- The much-anticipated ‘Joker’ origin story faces backlash even before it is released to the public
- Five family members of the 2012 Colorado shooting wrote a letter to Warner Bros. about their growing concerns towards the portrayal of Joker in the movie
- Warner Bros. responds that the movie is not in any way promoting violence
Joker has certainly garnered much buzz and praise ever since it swept the top prize at the Venice International Film Festival in August. Lead actor Joaquin Phoenix has even gotten Oscar buzz himself for the outstanding performance. The film is very much anticipated; but recently, the blockbuster movie has found itself dab smack in the middle of a discussion about gun safety and violence in America.
On Tuesday, Sept. 24, five family members of the victims of a 2012 shooting in a Colorado movie theater sent a letter to Warner Bros. expressing their concern about the upcoming film.
The letter was signed by Sandy and Lonnie Phillips, a couple whose 24-year-old daughter, Jessica Ghawi, was murdered; Theresa Hoover, the mother of 18-year-old Alexander J. Boik, who was shot and killed; Heather Dearman, whose cousin Ashley Moser, lost an unborn child and a 6-year-old daughter in the attack; and Tiina Coon, whose son was a witness to the shootings.
“We are the family members and friends of the 12 people killed at the Century 16 movie theater in Aurora, Colorado at a screening of The Dark Knight Rises on July 20, 2012. This tragic event, perpetrated by a socially isolated individual who felt ‘wronged’ by society has changed the course of our lives,” the letter stated via NBC News.
The 2012 mass shooting took the lives of 12 people and injured 70 others. The shooting took place at a screening of the Batman movie “The Dark Knight Rises.” The mass shooter, James Holmes, is in jail for 24 counts of first-degree murder, 140 counts of attempted murder, and one count of possession or control of an explosive or incendiary device. He was sentenced to life in prison without parole.
“When we learned that Warner Bros. was releasing a movie called Joker, that presents the character as a protagonist with a sympathetic origin story, it gave us pause,” the letter continued.
Joker is a character study in itself. It portrays how Arthur Fleck, an aspiring stand-up comedian, and clown-for-hire, who battles with mental illness. In the movie, he is described to be a lonely individual, who faces life’s harsh disappointments and borderline cruel treatment of him with a very maladaptive manner. It’s an origin story of the classic Batman arch-nemesis and how his maltreatment morphs him into the murderous villain.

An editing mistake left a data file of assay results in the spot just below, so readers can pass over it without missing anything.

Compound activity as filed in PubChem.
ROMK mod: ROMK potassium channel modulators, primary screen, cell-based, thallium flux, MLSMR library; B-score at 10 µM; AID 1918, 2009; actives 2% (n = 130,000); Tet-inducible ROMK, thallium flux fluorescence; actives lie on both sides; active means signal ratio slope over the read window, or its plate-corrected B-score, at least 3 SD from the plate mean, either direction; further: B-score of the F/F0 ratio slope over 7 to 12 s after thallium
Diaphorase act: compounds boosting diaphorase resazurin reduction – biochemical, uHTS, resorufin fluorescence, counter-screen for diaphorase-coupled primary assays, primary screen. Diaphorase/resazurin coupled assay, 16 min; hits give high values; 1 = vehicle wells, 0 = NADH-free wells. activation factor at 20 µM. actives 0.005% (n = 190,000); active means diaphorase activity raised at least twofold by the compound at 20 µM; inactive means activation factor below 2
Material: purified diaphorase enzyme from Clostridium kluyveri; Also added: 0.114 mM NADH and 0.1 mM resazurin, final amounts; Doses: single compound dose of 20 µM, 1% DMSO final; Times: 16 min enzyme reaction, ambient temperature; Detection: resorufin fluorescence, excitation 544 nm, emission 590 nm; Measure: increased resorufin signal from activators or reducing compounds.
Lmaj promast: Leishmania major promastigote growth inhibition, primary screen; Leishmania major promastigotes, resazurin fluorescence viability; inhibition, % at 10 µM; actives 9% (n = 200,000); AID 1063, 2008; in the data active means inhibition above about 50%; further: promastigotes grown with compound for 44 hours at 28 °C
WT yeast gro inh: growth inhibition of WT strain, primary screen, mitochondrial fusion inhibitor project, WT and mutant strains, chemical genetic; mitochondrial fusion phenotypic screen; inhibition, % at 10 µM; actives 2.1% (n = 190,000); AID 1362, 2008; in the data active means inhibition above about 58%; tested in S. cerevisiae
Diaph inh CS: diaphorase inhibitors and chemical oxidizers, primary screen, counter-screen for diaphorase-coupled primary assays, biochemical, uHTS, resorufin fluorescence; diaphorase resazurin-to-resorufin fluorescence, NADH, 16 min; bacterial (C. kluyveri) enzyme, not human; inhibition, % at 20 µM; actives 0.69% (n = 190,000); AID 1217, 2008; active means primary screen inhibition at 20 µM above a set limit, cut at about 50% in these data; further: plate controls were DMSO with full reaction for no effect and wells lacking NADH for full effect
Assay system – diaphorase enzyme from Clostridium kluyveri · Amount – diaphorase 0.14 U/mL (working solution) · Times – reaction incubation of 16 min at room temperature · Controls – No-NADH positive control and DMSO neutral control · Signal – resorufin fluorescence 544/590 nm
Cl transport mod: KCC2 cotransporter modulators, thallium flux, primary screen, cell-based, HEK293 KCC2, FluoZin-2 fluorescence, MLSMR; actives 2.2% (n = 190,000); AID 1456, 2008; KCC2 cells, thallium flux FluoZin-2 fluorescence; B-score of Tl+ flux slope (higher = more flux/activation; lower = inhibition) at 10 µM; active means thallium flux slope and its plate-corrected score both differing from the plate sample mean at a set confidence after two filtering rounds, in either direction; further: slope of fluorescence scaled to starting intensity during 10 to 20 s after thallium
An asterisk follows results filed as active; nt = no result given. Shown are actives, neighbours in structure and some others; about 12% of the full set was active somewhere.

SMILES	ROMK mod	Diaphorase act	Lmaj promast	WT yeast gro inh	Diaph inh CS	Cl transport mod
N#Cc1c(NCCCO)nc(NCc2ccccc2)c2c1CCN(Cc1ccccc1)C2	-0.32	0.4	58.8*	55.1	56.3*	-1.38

While they aren’t asking for the movie to be pulled or moviegoers to boycott it entirely, the devastated family and friends of the victims are asking Warner Bros. to “end political contributions to candidates who take money from the NRA and vote against gun reform.”
They’re also asking Warner Bros. to use what political influence they have to lobby congressional leaders for gun reform and fund survivor funds and gun violence intervention programs.
“Since the federal government has failed to pass reforms that raise the standard for gun ownership in America, large companies like Warner Brothers have a responsibility to act,” the letter stated. “We certainly hope that you do.”
Warner Bros. has since responded to the letter, expressing the intentions of the upcoming movie.
“Gun violence in our society is a critical issue, and we extend our deepest sympathy to all victims and families impacted by these tragedies. Our company has a long history of donating to victims of violence, including Aurora, and in recent weeks, our parent company joined other business leaders to call on policymakers to enact bipartisan legislation to address this epidemic,” the studio said in a statement to NBC News. “At the same time, Warner Bros. believes that one of the functions of storytelling is to provoke difficult conversations around complex issues.”
The studio hammered on the fact that Joker had no intention of excusing nor endorsing violence in the real world. “Make no mistake: neither the fictional character Joker nor the film is an endorsement of real-world violence of any kind. It is not the intention of the film, the filmmakers or the studio to hold this character up as a hero.” – Variety/Eonline/CBS News